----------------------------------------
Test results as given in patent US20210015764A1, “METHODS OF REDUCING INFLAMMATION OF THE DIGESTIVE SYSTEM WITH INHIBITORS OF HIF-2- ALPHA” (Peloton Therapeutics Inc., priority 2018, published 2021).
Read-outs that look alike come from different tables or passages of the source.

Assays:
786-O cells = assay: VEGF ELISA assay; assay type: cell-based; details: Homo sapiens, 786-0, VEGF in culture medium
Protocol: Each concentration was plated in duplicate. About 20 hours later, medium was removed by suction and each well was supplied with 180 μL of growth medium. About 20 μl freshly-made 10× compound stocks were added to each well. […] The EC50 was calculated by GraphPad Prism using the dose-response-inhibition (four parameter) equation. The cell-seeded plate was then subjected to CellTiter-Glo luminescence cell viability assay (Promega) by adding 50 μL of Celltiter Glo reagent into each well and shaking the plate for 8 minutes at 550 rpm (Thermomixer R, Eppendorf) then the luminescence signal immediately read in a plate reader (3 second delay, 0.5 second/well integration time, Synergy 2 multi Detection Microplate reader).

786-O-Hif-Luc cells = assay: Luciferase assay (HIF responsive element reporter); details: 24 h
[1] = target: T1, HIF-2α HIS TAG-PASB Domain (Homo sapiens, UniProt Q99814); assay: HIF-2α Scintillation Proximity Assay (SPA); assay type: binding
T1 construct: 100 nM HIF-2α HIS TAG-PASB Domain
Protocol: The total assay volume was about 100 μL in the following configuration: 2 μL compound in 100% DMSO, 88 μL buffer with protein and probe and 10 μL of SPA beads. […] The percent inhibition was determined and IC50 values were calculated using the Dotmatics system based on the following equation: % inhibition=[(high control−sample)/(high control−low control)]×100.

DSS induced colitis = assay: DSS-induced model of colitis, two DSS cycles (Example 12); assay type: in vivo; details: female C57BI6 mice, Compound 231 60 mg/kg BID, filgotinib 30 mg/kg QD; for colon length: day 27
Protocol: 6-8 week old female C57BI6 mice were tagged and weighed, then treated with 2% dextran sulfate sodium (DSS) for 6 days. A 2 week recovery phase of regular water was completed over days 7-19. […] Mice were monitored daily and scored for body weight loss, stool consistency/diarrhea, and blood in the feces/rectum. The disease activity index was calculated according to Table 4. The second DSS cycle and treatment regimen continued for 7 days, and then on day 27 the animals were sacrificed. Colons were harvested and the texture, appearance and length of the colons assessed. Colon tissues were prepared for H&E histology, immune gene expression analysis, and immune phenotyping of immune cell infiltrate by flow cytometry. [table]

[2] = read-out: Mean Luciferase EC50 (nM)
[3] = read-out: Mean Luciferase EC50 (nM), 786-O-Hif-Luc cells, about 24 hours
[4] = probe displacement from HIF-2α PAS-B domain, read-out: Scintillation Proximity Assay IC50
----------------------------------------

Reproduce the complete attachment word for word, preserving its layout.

Test results as given in patent US20210015764A1, “METHODS OF REDUCING INFLAMMATION OF THE DIGESTIVE SYSTEM WITH INHIBITORS OF HIF-2- ALPHA” (Peloton Therapeutics Inc., priority 2018, published 2021).
Read-outs that look alike come from different tables or passages of the source.

Assays:
786-O cells = assay: VEGF ELISA assay; assay type: cell-based; details: Homo sapiens, 786-0, VEGF in culture medium
Protocol: Each concentration was plated in duplicate. About 20 hours later, medium was removed by suction and each well was supplied with 180 μL of growth medium. About 20 μl freshly-made 10× compound stocks were added to each well. […] The EC50 was calculated by GraphPad Prism using the dose-response-inhibition (four parameter) equation. The cell-seeded plate was then subjected to CellTiter-Glo luminescence cell viability assay (Promega) by adding 50 μL of Celltiter Glo reagent into each well and shaking the plate for 8 minutes at 550 rpm (Thermomixer R, Eppendorf) then the luminescence signal immediately read in a plate reader (3 second delay, 0.5 second/well integration time, Synergy 2 multi Detection Microplate reader).

786-O-Hif-Luc cells = assay: Luciferase assay (HIF responsive element reporter); details: 24 h
[1] = target: T1, HIF-2α HIS TAG-PASB Domain (Homo sapiens, UniProt Q99814); assay: HIF-2α Scintillation Proximity Assay (SPA); assay type: binding
T1 construct: 100 nM HIF-2α HIS TAG-PASB Domain
Protocol: The total assay volume was about 100 μL in the following configuration: 2 μL compound in 100% DMSO, 88 μL buffer with protein and probe and 10 μL of SPA beads. […] The percent inhibition was determined and IC50 values were calculated using the Dotmatics system based on the following equation: % inhibition=[(high control−sample)/(high control−low control)]×100.

DSS induced colitis = assay: DSS-induced model of colitis, two DSS cycles (Example 12); assay type: in vivo; details: female C57BI6 mice, Compound 231 60 mg/kg BID, filgotinib 30 mg/kg QD; for colon length: day 27
Protocol: 6-8 week old female C57BI6 mice were tagged and weighed, then treated with 2% dextran sulfate sodium (DSS) for 6 days. A 2 week recovery phase of regular water was completed over days 7-19. […] Mice were monitored daily and scored for body weight loss, stool consistency/diarrhea, and blood in the feces/rectum. The disease activity index was calculated according to Table 4. The second DSS cycle and treatment regimen continued for 7 days, and then on day 27 the animals were sacrificed. Colons were harvested and the texture, appearance and length of the colons assessed. Colon tissues were prepared for H&E histology, immune gene expression analysis, and immune phenotyping of immune cell infiltrate by flow cytometry. [table]

[2] = read-out: Mean Luciferase EC50 (nM)
[3] = read-out: Mean Luciferase EC50 (nM), 786-O-Hif-Luc cells, about 24 hours
[4] = probe displacement from HIF-2α PAS-B domain, read-out: Scintillation Proximity Assay IC50